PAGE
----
Exxon CEO could take oil diplomacy into government

By Kevin Bogardus, Hannah Northey | 12/06/2016 01:21 PM EST

Exxon Mobil Corp. CEO Rex Tillerson.

Exxon Mobil Corp. CEO Rex Tillerson. Photo courtesy of C-SPAN.

As CEO of Exxon Mobil Corp., Rex Tillerson has been a major player on the world energy stage.

Tillerson is meeting with President-elect Donald Trump today and is said to be among the contenders to be his secretary of State. Despite having no government experience, the chief executive along with his oil and gas giant have looked to have their say in U.S. foreign relations, according to an E&E News review of lobbying disclosure records.

Those records show Exxon has repeatedly lobbied the State Department. In 2016 alone, Exxon’s lobbyists worked on issues including several trade deals, such as the Trans-Pacific Partnership, the Transatlantic Trade and Investment Partnership and investment treaty negotiations with China. The company has spent $8.84 million on lobbying so far this year, making it one of the top influence spenders in Washington.


In years past, records show, Exxon’s advocates have lobbied State on issues involving Russian sanctions and the Keystone XL pipeline, which was to be routed from Canada through the American Midwest.

Dennis McCuistion, executive director of the University of Texas, Dallas’ Institute for Excellence in Corporate Governance, said a Tillerson appointment would bring with it worldwide contacts linked to Exxon that could open doors around the world along with questions about conflicts of interest.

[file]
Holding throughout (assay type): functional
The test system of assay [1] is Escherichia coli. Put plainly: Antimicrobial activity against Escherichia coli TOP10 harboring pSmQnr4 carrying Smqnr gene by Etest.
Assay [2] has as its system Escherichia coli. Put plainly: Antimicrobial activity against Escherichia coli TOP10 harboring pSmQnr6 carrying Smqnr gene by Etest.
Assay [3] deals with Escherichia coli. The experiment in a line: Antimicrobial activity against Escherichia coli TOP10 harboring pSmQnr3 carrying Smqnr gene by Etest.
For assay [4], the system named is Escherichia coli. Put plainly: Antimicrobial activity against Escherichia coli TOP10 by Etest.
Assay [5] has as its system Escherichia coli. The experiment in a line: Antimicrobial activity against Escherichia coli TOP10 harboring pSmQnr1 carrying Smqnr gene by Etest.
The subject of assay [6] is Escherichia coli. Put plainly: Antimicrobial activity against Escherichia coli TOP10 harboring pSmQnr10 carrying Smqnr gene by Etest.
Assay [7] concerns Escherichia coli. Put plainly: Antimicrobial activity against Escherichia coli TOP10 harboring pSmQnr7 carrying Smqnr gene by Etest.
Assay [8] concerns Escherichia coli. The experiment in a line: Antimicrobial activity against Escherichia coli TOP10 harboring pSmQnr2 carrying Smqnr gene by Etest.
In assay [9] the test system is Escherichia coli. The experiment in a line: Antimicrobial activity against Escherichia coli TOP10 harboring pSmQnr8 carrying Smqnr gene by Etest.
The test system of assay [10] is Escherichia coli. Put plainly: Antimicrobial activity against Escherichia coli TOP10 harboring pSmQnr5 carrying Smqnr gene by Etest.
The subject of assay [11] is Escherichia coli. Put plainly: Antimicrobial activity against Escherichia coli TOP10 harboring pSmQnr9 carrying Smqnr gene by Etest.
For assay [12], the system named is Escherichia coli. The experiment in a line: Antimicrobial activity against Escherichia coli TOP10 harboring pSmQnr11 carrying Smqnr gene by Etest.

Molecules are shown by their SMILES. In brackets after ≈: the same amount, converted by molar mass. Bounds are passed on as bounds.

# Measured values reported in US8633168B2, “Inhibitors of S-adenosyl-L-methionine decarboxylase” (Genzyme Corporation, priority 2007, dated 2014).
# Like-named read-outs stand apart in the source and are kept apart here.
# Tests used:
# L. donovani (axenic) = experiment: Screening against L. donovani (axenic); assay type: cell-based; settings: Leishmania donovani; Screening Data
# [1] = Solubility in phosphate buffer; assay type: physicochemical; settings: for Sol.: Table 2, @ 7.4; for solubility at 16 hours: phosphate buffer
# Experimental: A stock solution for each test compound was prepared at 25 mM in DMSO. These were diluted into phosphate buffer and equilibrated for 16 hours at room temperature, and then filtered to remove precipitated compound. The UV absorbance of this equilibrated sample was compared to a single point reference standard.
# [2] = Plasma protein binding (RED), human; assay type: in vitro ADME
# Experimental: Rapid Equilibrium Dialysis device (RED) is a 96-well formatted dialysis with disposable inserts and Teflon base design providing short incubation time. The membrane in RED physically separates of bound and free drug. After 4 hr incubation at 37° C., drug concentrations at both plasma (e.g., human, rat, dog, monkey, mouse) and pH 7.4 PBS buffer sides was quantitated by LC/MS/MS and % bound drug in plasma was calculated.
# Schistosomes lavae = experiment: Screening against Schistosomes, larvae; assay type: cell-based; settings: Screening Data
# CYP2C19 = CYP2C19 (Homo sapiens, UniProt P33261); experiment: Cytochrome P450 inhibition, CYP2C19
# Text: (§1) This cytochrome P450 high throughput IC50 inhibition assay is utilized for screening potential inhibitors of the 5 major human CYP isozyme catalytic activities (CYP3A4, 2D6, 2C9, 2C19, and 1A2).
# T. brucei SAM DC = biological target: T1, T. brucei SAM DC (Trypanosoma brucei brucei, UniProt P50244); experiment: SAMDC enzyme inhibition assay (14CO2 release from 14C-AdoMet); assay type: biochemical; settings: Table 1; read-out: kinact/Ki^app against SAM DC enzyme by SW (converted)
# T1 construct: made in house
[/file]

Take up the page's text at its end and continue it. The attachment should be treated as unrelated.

"When you start looking at a conflict, whether or not something is done for the benefit of business versus the benefit of international relations, that question is going to come up," McCuistion said. "The idea that everything pro-business is appropriate for intergovernmental relationships is just not appropriate, in my opinion."

On a call today, Trump transition officials warned reporters not to ascribe certain administration jobs to individuals Trump was meeting. Jason Miller, a transition spokesman, said the president-elect is continuing to go through the process of picking his secretary of State and make sure he gets this pick right.

"And as I said before, not only is it a matter of making sure that someone who will be able to articulate the administration’s worldview on the international stage but also someone with whom the president was able to clearly connect with and have the same vision for what we’re trying to do for our country," Miller said. "Someone who is very good at making deals and someone who’s going to represent us proudly."

McCuistion said that while he would personally support a Tillerson appointment, questions about conflicts of interest — whether real or perceived — have fueled his skepticism.

"That’s why I am, let’s just say, skeptical someone like Rex Tillerson would get the job," he said. "But under Donald Trump, anything is possible, isn’t it?"

A source close to the transition effort also questioned such a pick, simply saying, "I’m not too worried about Rex getting a job."

An Exxon Mobil spokesman declined to comment for this story.

Tillerson, 64, himself is familiar with foreign affairs.

The Wichita Falls, Texas, native joined Exxon in 1975 as a production engineer and rose through the corporate ranks. By 1998, he was in charge of Exxon’s holdings in Russia and the Caspian Sea, and in 2013, he was given the Order of Friendship by Russian President Vladimir Putin.